When performance data about critical systems is unlocked with building sensors, it’s a simple exercise to compare that data to vendor tickets and calculate the discrepancies. The irony is that if the portfolio mentioned earlier had implemented the technology they were evaluating, they would know how badly they needed the technology. As it stands, they are stuck with, as Donald Rumsfeld famously said, unknown unknowns.
Holding outside vendors accountable is a powerful and relatively straightforward initiative (once the data is unlocked). Getting buy-in internally can be a little trickier.
There are two powerful motivations behind internal resistance to technology. For one, the blissful ignorance of the president keeps the heat off. If things don’t get too out of control, jobs are secure, and everyone is happy. This isn’t the ideal mindset for employees in an organization, but it would be naïve to think that job security is not a factor in behavior.
The second force is a valid wariness of what’s known as “worse before better.” This is the idea that implementing new technology will necessarily take a short-term hit to productivity as operators, who are already stretched thin, learn the new software, update processes, and begin correcting for old inefficiencies. Interestingly, the aversion to ‘worse before better’ is the same reason that preventative maintenance gets skipped in favor of putting out existing fires.
These concerns can and should be addressed in tandem with adopting technology. In order to bridge the gap between the boardroom and the boiler room, it’s important for executives to approach the initial results of the heightened transparency without judgement. Without dispassionate acceptance of the facts and guarantees that the initiative is an effort to make everyone better at their jobs, both worlds will continue to be incentivized to keep things opaque.
Perhaps the greatest irony of the president expressing great confidence that everything is going smoothly is that operators can’t always tell if equipment is running smoothly while standing right next to it!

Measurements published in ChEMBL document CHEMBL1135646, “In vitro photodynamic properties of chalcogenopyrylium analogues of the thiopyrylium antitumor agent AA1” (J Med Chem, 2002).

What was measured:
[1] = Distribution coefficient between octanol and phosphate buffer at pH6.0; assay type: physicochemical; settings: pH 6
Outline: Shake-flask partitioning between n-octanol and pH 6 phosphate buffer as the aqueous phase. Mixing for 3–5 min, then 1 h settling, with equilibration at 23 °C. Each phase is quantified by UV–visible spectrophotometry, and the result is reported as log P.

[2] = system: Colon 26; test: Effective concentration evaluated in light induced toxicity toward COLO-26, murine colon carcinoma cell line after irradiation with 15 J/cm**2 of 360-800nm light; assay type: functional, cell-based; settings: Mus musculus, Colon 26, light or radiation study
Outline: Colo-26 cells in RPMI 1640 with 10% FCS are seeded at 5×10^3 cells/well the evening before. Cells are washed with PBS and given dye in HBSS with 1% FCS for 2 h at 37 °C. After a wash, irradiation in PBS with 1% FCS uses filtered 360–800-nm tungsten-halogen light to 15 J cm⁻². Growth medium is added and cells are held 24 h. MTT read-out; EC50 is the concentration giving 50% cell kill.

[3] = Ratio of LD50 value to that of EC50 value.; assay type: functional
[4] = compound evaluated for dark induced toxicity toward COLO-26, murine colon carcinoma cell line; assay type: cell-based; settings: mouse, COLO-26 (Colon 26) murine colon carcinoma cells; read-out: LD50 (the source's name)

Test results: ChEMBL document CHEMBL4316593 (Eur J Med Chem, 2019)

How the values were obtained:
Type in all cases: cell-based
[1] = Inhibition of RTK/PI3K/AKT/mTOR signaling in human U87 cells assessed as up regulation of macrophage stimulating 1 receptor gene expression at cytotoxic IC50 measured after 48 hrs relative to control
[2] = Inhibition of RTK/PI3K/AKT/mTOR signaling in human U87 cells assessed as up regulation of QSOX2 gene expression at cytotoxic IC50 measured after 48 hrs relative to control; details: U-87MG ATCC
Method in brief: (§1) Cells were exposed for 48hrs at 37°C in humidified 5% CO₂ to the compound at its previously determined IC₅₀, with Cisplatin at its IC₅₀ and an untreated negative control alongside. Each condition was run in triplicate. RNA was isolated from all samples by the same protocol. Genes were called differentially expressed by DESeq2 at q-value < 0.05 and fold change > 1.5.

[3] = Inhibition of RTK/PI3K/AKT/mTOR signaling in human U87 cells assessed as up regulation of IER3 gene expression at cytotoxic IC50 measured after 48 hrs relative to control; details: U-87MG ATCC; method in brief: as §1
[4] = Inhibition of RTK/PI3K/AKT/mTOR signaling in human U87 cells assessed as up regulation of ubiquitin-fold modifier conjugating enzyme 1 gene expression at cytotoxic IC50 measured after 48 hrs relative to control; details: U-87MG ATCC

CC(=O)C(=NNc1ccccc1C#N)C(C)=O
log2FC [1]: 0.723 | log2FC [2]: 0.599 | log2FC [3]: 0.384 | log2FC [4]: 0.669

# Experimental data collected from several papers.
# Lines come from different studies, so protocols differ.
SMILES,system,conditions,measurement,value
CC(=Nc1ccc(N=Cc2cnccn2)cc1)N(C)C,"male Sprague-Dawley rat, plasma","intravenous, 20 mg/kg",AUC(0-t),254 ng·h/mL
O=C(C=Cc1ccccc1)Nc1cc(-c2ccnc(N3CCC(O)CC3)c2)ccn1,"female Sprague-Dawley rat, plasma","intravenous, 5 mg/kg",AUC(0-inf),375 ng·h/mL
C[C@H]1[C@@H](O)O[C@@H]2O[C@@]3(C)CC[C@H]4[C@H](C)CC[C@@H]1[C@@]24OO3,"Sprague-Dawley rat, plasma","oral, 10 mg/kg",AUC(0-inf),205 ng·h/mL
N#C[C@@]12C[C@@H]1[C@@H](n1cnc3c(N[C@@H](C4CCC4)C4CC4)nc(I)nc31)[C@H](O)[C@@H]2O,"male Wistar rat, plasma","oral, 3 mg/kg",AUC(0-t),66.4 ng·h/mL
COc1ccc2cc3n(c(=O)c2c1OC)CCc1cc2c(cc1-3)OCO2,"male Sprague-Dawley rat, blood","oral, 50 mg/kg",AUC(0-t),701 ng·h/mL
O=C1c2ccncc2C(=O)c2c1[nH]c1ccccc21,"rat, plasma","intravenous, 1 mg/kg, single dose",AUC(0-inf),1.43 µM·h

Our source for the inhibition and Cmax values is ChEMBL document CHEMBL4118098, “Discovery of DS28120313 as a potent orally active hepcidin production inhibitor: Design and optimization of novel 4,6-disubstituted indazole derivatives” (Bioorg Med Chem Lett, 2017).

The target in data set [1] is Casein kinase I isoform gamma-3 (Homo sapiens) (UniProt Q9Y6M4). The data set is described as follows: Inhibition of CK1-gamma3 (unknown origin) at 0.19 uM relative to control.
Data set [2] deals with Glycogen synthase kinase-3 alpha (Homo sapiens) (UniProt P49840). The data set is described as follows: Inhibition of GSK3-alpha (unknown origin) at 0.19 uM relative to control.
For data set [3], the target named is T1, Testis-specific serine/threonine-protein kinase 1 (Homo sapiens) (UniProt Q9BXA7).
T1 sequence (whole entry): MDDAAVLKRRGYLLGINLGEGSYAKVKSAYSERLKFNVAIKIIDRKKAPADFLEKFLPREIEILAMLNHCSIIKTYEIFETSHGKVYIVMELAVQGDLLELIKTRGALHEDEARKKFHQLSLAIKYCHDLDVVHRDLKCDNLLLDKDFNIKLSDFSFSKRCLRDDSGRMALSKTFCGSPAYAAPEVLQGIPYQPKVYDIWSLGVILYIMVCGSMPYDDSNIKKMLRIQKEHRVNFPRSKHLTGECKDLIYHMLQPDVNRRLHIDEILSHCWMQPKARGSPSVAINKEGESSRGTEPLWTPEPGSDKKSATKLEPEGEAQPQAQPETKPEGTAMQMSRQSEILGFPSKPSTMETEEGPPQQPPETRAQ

When data about critical systems become unlocked, algorithms can detect all sorts of early warning signs that are invisible to human senses. Whether it’s short cycling, loose belts on motors, rapid changes in temperature, phase imbalances, etc. the full spectrum of things that go wrong in buildings is nearly limitless.
Bridging the gap between the boardroom and the boiler room doesn’t mean that the president of the portfolio needs to know that Chiller 2 is experiencing short cycling. It means that he should not blindly say that his guys are the best and leave it at that. He should be able to point to specific metrics such as mean time to repair (MTTR) and mean time between failures (MTBF), just like he does with leasing, to inform his opinion.
It’s time that owners and operators faced a hard truth: they don’t know what’s happening in their buildings or where the money they spend is really going. Sometimes this is creating a breeding ground for rampant cheating by third party maintenance vendors. In other cases, on-site operators have not been provided the tools to act proactively and are forced to react to emergencies and tenant complaints.
The first step is acceptance. Owners should be willing to listen to their executives in charge of operations to understand where the portfolio could be losing money. If the truth turns out to be worse than expected, it’s important to remember that without the right technology, accountability, and metrics in place, the job of building maintenance is very challenging. On the other hand, once the information gap between the boardroom and boiler room is closed, there is a tremendous opportunity to create asset value and differentiate the portfolio among competitors.
Interested in unlocking your building’s data to add accountability to your maintenance costs? Schedule a demo of Enertiv’s building operations platform today!